Sometimes you can know a lot about a thing, except where it is. Your misplaced keys or wallet, for example Or blue whales, for a more pertinent example. They're the largest mammals on Earth - reaching up to 100 feet long and weighing more than 150 tons - and science knows a lot about them, gleaned from many years of study. But predicting where the gentle giants are likely to be isn't always easy in areas where comprehensive data about them is lacking, a problem addressed in a recent study published in the journal Diversity and Distributions by researchers from the National Oceanic and Atmospheric Administration (NOAA).
The NOAA scientists collected 12 years worth of data on blue whale sightings off the U.S. west coast and the eastern tropical Pacific (an area running west from San Diego to Hawaii and south to Peru), including underwater topography and the presence of krill, a favorite food of blue whales.
Data in hand, the researchers created computer models from the information, to see if they could predict the presence of blue whale populations elsewhere. Their chosen search area? The northern Indian Ocean, which the researchers call a "data-poor" ecosystem where not enough is known about the enormous cetaceans.
The researchers found that the combined data from west coast and eastern tropical waters could be used to predict blue whale populations in the northern Indian Ocean, and their results dovetailed with what little historical data was available on the creatures in that part of the world. Existing data from well known habitats, then, could be used to make predictions about blue whale distributions in data-poor ecosystems.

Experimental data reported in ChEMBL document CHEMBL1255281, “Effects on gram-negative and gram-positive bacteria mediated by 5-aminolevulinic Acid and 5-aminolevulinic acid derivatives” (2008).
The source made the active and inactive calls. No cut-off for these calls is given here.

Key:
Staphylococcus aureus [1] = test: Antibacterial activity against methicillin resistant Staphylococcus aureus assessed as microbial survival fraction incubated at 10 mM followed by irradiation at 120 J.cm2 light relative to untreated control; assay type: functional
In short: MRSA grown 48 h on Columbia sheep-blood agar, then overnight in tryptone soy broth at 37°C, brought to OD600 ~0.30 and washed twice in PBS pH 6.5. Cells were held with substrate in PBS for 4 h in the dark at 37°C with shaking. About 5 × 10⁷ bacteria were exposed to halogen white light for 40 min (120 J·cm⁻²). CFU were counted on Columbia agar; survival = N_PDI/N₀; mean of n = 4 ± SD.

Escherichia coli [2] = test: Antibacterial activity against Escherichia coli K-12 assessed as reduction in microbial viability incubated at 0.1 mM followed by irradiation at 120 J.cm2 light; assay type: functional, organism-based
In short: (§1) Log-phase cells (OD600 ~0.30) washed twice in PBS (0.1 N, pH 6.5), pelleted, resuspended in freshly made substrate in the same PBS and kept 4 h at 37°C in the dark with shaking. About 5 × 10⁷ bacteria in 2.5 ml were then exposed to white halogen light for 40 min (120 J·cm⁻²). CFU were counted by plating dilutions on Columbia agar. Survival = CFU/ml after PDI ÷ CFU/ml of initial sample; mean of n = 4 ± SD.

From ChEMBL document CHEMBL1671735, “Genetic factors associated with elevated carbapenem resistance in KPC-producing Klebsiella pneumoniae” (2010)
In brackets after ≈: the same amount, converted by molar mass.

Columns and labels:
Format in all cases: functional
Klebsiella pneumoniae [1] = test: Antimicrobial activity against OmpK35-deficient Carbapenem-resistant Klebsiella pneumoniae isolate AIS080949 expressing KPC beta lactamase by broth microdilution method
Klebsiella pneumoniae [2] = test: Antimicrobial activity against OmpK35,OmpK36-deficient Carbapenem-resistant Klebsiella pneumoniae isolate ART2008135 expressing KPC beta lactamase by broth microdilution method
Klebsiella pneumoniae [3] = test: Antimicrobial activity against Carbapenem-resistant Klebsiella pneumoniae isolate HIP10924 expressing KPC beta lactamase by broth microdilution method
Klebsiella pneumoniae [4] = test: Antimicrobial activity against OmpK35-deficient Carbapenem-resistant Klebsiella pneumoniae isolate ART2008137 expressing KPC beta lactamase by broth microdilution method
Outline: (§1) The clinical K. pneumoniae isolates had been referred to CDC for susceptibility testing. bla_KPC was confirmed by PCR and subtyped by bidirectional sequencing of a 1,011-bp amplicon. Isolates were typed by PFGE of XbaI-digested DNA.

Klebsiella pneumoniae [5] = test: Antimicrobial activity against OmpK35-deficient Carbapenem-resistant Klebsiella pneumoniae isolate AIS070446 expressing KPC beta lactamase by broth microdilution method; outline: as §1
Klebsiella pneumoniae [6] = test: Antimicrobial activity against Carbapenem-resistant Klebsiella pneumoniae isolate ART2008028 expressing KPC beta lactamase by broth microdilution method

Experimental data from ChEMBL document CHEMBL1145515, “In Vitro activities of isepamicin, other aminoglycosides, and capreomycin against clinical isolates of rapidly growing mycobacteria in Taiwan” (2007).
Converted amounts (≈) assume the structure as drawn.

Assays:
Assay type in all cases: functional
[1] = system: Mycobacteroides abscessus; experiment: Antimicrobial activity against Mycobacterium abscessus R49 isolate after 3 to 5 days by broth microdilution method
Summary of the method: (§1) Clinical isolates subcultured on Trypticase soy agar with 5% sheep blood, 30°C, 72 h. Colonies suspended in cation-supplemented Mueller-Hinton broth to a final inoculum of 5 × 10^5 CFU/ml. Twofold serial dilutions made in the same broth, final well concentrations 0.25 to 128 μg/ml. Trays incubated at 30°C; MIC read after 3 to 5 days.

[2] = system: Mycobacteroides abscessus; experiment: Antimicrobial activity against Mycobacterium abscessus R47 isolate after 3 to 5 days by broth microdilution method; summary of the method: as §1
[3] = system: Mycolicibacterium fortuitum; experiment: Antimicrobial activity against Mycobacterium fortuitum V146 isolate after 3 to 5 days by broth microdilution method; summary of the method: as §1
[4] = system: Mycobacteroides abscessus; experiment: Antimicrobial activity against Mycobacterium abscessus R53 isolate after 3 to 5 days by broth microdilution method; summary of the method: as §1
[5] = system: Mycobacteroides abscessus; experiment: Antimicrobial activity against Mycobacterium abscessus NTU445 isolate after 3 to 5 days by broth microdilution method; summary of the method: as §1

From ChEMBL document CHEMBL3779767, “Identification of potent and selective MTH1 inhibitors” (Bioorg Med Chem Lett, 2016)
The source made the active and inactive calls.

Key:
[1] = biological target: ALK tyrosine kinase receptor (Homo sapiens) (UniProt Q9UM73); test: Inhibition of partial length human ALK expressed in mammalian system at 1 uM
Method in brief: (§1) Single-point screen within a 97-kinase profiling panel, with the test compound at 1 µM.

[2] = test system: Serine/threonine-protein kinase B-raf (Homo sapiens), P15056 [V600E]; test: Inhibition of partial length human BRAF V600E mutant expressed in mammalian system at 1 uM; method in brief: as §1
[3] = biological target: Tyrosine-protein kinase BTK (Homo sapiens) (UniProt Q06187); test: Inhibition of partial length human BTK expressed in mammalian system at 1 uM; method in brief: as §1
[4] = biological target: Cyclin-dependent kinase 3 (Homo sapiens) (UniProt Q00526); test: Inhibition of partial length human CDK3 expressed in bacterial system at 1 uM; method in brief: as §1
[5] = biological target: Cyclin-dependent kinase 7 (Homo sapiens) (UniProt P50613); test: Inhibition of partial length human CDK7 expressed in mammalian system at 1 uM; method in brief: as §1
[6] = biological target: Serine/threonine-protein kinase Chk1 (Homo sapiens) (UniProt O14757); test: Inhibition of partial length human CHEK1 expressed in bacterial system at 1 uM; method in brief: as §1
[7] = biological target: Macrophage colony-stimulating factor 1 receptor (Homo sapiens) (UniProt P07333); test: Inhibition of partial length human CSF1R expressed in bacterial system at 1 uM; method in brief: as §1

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Predictions made by the habitat modeling tool can help protect blue whales in busy shipping lanes, where maritime officials, armed with predictive data, can adjust ship pathways to try to keep the vessels and whales from colliding.
In fact, the tool already has been used in that way. When the International Whaling Commission (IWC) needed to assess hectic shipping lane traffic off the coast of Sri Lanka, it used the results found in the NOAA study.
"Small changes in shipping routes can be a very effective way to address a serious conservation issue with minimal inconvenience to the shipping industry, but [they] rely on a good understanding of the relationship between whale distribution and habitat," said Russell Leaper, an IWC scientific committee member. "This study makes an important contribution towards that understanding."
"Marine mammals face threats from human activities in most of the world's oceans," said study lead Jessica Redfern in a statement, "but we lack the data needed to address these threats in many areas. The data collected aboard our surveys allow us to predict species habitat in other parts of the world. Understanding species habitat allows us to address conservation problems that are often unexpected and critical to maintaining healthy populations."
The conservation tool isn't the first to arise out of the use of predictive data. December 2016 brought news of WhaleWatch, another NOAA-derived system, this one built around 10 years of blue whale satellite tracking data that attempts to predict hotspots where the whales will be at given times of year.
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